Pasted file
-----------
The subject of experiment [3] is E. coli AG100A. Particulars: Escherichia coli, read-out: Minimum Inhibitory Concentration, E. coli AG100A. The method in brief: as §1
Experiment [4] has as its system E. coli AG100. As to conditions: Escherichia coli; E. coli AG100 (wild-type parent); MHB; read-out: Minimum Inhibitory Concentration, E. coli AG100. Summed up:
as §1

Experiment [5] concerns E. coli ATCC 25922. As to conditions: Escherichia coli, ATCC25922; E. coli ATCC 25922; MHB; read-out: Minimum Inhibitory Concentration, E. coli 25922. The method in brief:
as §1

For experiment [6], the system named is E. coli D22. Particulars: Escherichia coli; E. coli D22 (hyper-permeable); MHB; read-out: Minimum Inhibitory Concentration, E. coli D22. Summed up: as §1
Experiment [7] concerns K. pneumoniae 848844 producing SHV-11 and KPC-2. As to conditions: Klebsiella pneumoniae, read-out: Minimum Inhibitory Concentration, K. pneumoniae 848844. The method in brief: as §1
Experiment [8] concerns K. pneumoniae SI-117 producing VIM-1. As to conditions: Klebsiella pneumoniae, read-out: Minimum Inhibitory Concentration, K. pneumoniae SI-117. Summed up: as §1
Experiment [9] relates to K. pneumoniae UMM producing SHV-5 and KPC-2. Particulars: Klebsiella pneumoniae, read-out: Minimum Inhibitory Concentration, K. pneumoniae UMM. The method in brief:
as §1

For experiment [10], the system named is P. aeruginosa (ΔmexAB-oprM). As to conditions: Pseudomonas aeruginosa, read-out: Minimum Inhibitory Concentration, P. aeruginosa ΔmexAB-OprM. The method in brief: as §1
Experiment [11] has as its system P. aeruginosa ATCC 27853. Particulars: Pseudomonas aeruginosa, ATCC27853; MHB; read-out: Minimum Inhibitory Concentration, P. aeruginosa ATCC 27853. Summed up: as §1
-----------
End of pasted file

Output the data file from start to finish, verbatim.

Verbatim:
The subject of experiment [3] is E. coli AG100A. Particulars: Escherichia coli, read-out: Minimum Inhibitory Concentration, E. coli AG100A. The method in brief: as §1
Experiment [4] has as its system E. coli AG100. As to conditions: Escherichia coli; E. coli AG100 (wild-type parent); MHB; read-out: Minimum Inhibitory Concentration, E. coli AG100. Summed up:
as §1

Experiment [5] concerns E. coli ATCC 25922. As to conditions: Escherichia coli, ATCC25922; E. coli ATCC 25922; MHB; read-out: Minimum Inhibitory Concentration, E. coli 25922. The method in brief:
as §1

For experiment [6], the system named is E. coli D22. Particulars: Escherichia coli; E. coli D22 (hyper-permeable); MHB; read-out: Minimum Inhibitory Concentration, E. coli D22. Summed up: as §1
Experiment [7] concerns K. pneumoniae 848844 producing SHV-11 and KPC-2. As to conditions: Klebsiella pneumoniae, read-out: Minimum Inhibitory Concentration, K. pneumoniae 848844. The method in brief: as §1
Experiment [8] concerns K. pneumoniae SI-117 producing VIM-1. As to conditions: Klebsiella pneumoniae, read-out: Minimum Inhibitory Concentration, K. pneumoniae SI-117. Summed up: as §1
Experiment [9] relates to K. pneumoniae UMM producing SHV-5 and KPC-2. Particulars: Klebsiella pneumoniae, read-out: Minimum Inhibitory Concentration, K. pneumoniae UMM. The method in brief:
as §1

For experiment [10], the system named is P. aeruginosa (ΔmexAB-oprM). As to conditions: Pseudomonas aeruginosa, read-out: Minimum Inhibitory Concentration, P. aeruginosa ΔmexAB-OprM. The method in brief: as §1
Experiment [11] has as its system P. aeruginosa ATCC 27853. Particulars: Pseudomonas aeruginosa, ATCC27853; MHB; read-out: Minimum Inhibitory Concentration, P. aeruginosa ATCC 27853. Summed up: as §1